Let us ascribe to Satan nothing that is grand, or creative, or wise. He could not make one of these grains of alum. He could not blow up one of these bubbles on the spring. He does some things that seem smart; but taking him all in all, he is the biggest fool in the universe.
If the devil wants to boil his “Tea-kettle,” or stir his “Mush-pot,” or whirl his “Grist-mill,” let him do it in his own territory. Meanwhile, let the water and the fire and the vapor, at the lift of David’s orchestral baton, praise the Lord!
The conductor’s dream.
He had been on the train all day, had met all kinds of people, received all sorts of treatment, punctured all kinds of tickets, shouted “All out!” and “All aboard!” till throat, and head, and hand, and foot were weary. It would be a long while before we would get to another depot, and so he sagged down in the corner of the car to sleep. He was in the most uncomfortable position possible. The wind blew in his neck, his arm was hung over the back of the seat, he had one foot under him, and his knee pressing hard against a brass hinge. In that twisted and convoluted position he fell asleep, and soon began to dream.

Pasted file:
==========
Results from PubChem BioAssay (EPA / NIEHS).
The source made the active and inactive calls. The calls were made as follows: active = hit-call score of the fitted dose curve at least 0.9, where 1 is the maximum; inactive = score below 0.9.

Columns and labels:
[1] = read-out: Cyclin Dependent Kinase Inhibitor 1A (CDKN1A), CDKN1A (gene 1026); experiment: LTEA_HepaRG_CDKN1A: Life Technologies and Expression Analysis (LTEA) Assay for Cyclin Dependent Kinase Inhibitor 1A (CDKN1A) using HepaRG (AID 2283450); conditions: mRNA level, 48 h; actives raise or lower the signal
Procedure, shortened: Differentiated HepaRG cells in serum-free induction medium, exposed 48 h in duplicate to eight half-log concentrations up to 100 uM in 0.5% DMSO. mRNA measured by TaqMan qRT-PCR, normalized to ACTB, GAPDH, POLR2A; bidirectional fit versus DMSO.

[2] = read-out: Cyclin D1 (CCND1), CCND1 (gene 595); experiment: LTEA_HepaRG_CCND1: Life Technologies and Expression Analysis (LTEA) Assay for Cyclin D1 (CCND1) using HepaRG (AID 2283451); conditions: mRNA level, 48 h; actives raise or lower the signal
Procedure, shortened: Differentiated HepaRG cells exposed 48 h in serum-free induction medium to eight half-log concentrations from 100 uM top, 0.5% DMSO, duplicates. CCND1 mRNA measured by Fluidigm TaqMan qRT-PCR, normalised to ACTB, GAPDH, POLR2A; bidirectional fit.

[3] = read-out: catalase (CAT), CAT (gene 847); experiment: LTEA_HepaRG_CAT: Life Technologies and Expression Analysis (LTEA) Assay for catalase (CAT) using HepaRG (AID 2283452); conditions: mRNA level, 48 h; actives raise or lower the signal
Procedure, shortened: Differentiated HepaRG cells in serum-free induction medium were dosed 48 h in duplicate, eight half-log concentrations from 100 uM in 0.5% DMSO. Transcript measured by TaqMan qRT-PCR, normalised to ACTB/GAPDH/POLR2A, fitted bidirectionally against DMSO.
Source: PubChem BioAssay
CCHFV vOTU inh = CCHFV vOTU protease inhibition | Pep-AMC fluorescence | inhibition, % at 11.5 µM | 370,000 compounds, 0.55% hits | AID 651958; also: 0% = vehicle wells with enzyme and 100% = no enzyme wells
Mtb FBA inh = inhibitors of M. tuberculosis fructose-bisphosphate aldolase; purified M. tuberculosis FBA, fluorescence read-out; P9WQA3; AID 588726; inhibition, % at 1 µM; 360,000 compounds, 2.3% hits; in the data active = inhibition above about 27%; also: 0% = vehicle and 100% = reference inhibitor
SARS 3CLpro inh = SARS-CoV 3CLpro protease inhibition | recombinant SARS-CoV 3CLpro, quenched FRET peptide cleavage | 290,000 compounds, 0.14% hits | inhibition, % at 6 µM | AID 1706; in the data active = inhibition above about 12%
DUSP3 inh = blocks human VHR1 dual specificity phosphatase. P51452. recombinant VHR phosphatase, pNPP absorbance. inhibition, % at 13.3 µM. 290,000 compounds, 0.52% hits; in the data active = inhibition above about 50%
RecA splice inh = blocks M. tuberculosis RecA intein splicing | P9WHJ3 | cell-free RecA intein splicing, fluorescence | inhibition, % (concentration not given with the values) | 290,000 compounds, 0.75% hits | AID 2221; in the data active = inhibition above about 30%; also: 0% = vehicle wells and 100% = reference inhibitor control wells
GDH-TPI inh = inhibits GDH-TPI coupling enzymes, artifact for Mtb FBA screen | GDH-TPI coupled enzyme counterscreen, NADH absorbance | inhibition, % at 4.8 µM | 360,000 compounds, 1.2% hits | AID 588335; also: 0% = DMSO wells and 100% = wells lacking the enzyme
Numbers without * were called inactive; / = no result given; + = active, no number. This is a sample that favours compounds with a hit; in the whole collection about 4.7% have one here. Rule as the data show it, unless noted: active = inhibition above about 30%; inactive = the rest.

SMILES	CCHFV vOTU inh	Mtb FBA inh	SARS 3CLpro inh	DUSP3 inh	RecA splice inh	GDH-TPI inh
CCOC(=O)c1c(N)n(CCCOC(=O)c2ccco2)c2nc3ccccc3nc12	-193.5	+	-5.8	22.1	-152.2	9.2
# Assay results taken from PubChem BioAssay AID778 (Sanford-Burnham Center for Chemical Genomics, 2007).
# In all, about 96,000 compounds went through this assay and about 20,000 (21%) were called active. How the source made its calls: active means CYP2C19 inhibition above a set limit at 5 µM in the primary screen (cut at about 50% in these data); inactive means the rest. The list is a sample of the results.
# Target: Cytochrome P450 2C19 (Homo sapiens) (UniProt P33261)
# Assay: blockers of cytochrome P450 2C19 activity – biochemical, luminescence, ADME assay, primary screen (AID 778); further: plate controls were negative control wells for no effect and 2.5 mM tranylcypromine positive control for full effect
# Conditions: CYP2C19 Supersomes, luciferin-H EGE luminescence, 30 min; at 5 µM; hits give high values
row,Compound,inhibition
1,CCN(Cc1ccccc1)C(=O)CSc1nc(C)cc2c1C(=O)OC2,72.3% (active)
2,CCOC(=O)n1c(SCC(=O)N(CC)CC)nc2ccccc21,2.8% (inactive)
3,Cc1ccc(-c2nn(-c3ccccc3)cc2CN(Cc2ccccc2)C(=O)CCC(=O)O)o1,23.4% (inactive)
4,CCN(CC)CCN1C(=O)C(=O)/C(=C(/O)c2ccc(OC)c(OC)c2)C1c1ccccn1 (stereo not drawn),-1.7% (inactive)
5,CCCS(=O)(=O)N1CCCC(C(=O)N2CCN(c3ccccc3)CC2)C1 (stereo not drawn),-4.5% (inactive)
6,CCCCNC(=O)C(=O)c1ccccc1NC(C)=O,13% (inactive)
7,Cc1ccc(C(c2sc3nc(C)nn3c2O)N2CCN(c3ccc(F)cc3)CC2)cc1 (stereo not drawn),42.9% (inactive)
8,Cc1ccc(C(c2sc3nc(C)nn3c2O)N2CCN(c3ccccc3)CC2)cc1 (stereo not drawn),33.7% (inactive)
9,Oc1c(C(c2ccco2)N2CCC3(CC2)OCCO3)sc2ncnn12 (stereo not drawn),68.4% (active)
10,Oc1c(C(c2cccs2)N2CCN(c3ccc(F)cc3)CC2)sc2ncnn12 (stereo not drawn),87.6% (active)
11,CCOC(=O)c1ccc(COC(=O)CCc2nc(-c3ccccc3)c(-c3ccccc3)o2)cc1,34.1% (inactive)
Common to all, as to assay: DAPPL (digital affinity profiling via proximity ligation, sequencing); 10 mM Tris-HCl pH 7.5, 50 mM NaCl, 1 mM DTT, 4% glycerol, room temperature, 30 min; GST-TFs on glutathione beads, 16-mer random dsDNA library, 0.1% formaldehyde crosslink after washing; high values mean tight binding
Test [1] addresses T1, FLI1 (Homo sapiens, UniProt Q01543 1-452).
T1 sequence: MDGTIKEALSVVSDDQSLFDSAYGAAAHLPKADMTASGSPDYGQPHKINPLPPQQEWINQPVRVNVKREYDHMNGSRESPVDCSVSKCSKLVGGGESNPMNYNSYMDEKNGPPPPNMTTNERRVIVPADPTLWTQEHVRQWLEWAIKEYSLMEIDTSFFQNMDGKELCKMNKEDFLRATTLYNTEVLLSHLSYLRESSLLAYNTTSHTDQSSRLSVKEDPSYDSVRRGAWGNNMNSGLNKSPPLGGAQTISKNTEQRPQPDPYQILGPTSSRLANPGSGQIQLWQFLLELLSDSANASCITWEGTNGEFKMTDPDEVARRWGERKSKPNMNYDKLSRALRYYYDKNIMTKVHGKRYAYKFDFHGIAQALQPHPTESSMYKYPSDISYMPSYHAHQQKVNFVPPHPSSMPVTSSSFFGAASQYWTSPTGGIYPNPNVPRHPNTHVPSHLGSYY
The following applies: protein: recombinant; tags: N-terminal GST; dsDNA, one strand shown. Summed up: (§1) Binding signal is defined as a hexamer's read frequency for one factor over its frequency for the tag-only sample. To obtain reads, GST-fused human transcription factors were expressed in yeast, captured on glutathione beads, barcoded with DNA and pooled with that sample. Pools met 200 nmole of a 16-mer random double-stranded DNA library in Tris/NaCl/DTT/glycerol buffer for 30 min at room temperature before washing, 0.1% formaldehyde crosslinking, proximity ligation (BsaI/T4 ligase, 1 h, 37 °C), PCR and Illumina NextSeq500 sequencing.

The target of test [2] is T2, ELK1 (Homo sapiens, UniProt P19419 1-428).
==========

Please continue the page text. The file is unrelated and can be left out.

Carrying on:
It seemed to him, in his sleep, that the car was full of disagreeables. Here was a man who persisted in having a window up, while the rain and sleet drove in. There was a man who occupied the whole seat, and let the ladies stand. Here sat a man smoking three poor cigars at once, and expectorating into the beaver hat of the gentleman in front. Yonder was a burglar on his way to jail, and opposite a murderer going to the gallows. He thought that pickpockets took his watch and ruffians refused to pay their fare. A woman traveling alone shot at him a volley of questions: “Say, conductor, how long before we will get to the Junction?” “Are you sure we have not passed it?” “Do you always stop there?” “What time is it?” Madam, do keep quiet! “None of your impudence!” “How far from here to the Junction?” “Do you think that other train will wait?” “Do you think we will get there in time?” “Say, conductor, how many miles yet?” “Are you looking out?” “Now, you won’t let me go past, will you?” “Here! conductor, here! Help me out with my carpet bag, and band-box, and shawl, and umbrella, and this bundle of sausage and head-cheese.” What was worse, the train got going one hundred and fifty miles an hour, and pulling the connecting rope, it broke, and the cars got off the track, and leaped on again, and the stove changed places with the wood box, and things seemed going to terrible split and unmitigated smash. The cities flew past. The brakes were powerless. The whistle grew into a fiend’s shriek. Then the train began to slow up, and sheeted ghosts swung lanterns along the track, and the cars rolled into a white depot, which turned out to be a great marble tomb; and looking back to see his passengers, they were all stark dead, frozen in upright horror to the car backs.